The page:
Author, broadcaster, and financial advisor Alvin Hall posits that since he doesn't fit into the narrowly defined idea of what a financial advisor should look like in the U.S., he fell through the cracks and didn't get a fair chance.
Author Alvin Hall is a huge award-winning financial advisor and broadcaster in the UK, despite being born and raised in poverty in Florida. He feels, though, that he wasn't able to break through in American media because America, he feels, still has a lot of inbuilt racial prejudice. He posits that since he doesn't fit into the narrowly defined idea of what a financial advisor should look like in the U.S., he fell through the cracks and didn't get a fair chance. In the UK, on the other hand, "they'll give you the opportunity— even if it’s the opportunity to fail, but it’s an opportunity that you can turn into success."
Racism is the acting out of biases learned as early as preschool, research shows. If racism starts at three years old, so should science-backed strategies to reduce it.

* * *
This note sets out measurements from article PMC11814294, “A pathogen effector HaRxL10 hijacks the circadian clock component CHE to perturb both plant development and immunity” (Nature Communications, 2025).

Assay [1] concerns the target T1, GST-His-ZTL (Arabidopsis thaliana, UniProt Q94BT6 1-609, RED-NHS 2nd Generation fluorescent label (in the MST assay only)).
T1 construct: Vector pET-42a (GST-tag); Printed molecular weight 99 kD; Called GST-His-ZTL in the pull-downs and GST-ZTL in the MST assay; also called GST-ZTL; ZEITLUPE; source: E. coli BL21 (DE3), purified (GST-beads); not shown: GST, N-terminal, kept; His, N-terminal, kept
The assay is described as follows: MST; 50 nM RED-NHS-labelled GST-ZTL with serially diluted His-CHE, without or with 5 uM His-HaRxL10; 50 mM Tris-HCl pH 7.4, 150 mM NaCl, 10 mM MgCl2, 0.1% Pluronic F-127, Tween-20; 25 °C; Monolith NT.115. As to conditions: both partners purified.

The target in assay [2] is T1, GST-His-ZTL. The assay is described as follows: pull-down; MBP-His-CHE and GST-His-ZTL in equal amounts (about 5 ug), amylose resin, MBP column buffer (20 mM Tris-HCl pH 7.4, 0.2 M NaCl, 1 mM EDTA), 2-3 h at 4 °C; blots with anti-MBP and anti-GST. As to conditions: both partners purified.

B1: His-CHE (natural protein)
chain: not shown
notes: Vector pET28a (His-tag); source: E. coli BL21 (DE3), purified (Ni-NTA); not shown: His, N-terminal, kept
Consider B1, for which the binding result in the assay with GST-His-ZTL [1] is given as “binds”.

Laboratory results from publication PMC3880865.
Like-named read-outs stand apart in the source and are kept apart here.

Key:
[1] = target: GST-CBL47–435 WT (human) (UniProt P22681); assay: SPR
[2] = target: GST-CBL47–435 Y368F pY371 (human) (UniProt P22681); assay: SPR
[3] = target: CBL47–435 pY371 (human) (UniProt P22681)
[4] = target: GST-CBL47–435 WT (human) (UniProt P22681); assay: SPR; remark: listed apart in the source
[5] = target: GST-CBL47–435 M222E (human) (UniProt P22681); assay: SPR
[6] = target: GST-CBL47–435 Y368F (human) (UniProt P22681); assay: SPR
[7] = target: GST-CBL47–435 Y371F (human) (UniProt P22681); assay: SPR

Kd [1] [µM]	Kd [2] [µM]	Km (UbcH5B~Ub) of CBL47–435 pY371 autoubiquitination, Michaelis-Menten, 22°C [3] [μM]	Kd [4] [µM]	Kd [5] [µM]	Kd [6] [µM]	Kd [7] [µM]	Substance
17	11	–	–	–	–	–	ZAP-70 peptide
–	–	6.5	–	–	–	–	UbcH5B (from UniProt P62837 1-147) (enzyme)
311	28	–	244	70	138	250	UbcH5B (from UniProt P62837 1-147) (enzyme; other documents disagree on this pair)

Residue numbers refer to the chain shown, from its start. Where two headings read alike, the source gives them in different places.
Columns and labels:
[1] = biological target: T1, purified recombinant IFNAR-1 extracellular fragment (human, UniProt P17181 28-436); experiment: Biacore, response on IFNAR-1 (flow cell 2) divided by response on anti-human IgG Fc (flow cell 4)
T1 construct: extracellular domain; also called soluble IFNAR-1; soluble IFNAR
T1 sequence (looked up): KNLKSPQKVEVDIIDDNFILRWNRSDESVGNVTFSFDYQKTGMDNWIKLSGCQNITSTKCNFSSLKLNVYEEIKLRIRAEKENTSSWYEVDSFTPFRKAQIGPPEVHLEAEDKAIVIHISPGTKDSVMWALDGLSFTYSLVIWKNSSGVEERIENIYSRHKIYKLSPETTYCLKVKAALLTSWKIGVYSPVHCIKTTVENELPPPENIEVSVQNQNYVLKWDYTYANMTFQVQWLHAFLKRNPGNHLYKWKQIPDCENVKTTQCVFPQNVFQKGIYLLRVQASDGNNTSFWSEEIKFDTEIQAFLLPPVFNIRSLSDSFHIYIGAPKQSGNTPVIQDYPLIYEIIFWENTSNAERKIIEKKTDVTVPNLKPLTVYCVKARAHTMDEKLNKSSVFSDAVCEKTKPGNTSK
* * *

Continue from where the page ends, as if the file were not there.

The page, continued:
There's no getting around it: we're all a little bit biased. But when do harmful implicit biases, like racial judgements, form? Developmental psychologist Lori Markson and her colleagues have identified racial bias in preschool children aged three to six years old. Despite learning that kids this age—both black and white—prefer white teachers, or that white kids trust black adults less, Markson is not pessimistic about the future of race relations—in fact she's the opposite. The more data we can collect on racial bias, the more information we have to develop strategies to close social divides. Based on the research she presents here, Markson outlines three strategies—diversity exposure, bias intervention, and cross-race friendships—that can help to end racist behavior in the next generation, and hopefully in the current one. This video was filmed at the Los Angeles Hope Festival, a collaboration between Big Think and Hope & Optimism.